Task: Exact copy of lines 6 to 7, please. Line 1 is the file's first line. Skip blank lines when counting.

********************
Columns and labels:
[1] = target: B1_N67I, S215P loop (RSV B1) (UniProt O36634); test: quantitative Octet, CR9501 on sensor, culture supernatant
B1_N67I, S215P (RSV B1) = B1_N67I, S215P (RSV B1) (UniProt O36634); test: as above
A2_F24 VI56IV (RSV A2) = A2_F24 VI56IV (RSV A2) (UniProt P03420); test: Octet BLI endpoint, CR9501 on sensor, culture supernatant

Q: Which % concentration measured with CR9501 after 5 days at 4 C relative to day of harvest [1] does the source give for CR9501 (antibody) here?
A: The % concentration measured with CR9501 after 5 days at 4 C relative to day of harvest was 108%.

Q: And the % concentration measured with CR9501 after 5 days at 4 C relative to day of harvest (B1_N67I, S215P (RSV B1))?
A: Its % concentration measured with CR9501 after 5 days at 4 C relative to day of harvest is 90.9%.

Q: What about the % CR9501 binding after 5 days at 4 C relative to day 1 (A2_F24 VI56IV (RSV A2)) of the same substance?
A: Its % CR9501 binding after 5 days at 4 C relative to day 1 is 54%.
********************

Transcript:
A: The % concentration measured with CR9501 after 5 days at 4 C relative to day of harvest was 108%.

Q: And the % concentration measured with CR9501 after 5 days at 4 C relative to day of harvest (B1_N67I, S215P (RSV B1))?